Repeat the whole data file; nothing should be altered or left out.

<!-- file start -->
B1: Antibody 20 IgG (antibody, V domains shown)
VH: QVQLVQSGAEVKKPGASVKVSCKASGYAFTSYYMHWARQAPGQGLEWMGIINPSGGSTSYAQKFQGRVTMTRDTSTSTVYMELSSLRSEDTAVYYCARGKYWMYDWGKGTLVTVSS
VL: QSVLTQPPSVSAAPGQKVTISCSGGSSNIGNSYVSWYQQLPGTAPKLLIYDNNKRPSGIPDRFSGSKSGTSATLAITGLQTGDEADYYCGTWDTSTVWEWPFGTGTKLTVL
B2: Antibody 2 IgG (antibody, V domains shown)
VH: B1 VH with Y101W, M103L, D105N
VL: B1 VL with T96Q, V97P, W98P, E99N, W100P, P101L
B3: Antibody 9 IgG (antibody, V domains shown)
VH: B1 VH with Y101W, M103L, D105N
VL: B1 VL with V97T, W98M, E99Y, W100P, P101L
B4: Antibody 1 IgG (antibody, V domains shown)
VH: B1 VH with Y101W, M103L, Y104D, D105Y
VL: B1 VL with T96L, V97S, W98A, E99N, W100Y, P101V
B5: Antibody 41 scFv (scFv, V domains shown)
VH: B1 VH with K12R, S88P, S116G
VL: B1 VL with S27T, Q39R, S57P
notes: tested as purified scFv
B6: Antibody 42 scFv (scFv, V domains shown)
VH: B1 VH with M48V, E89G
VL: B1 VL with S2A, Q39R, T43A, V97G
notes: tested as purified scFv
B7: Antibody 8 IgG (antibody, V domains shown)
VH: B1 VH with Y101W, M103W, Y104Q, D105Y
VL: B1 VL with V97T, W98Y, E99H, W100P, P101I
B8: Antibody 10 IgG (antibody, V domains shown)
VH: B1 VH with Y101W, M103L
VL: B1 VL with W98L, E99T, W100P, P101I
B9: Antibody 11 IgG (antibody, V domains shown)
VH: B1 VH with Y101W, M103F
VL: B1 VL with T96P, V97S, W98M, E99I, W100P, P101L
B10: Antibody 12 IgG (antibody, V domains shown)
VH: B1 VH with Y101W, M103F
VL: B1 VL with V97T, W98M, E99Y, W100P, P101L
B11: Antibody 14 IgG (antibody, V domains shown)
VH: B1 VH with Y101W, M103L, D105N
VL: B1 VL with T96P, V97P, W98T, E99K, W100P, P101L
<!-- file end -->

B1: Antibody 20 IgG (antibody, V domains shown)
VH: QVQLVQSGAEVKKPGASVKVSCKASGYAFTSYYMHWARQAPGQGLEWMGIINPSGGSTSYAQKFQGRVTMTRDTSTSTVYMELSSLRSEDTAVYYCARGKYWMYDWGKGTLVTVSS
VL: QSVLTQPPSVSAAPGQKVTISCSGGSSNIGNSYVSWYQQLPGTAPKLLIYDNNKRPSGIPDRFSGSKSGTSATLAITGLQTGDEADYYCGTWDTSTVWEWPFGTGTKLTVL
B2: Antibody 2 IgG (antibody, V domains shown)
VH: B1 VH with Y101W, M103L, D105N
VL: B1 VL with T96Q, V97P, W98P, E99N, W100P, P101L
B3: Antibody 9 IgG (antibody, V domains shown)
VH: B1 VH with Y101W, M103L, D105N
VL: B1 VL with V97T, W98M, E99Y, W100P, P101L
B4: Antibody 1 IgG (antibody, V domains shown)
VH: B1 VH with Y101W, M103L, Y104D, D105Y
VL: B1 VL with T96L, V97S, W98A, E99N, W100Y, P101V
B5: Antibody 41 scFv (scFv, V domains shown)
VH: B1 VH with K12R, S88P, S116G
VL: B1 VL with S27T, Q39R, S57P
notes: tested as purified scFv
B6: Antibody 42 scFv (scFv, V domains shown)
VH: B1 VH with M48V, E89G
VL: B1 VL with S2A, Q39R, T43A, V97G
notes: tested as purified scFv
B7: Antibody 8 IgG (antibody, V domains shown)
VH: B1 VH with Y101W, M103W, Y104Q, D105Y
VL: B1 VL with V97T, W98Y, E99H, W100P, P101I
B8: Antibody 10 IgG (antibody, V domains shown)
VH: B1 VH with Y101W, M103L
VL: B1 VL with W98L, E99T, W100P, P101I
B9: Antibody 11 IgG (antibody, V domains shown)
VH: B1 VH with Y101W, M103F
VL: B1 VL with T96P, V97S, W98M, E99I, W100P, P101L
B10: Antibody 12 IgG (antibody, V domains shown)
VH: B1 VH with Y101W, M103F
VL: B1 VL with V97T, W98M, E99Y, W100P, P101L
B11: Antibody 14 IgG (antibody, V domains shown)
VH: B1 VH with Y101W, M103L, D105N
VL: B1 VL with T96P, V97P, W98T, E99K, W100P, P101L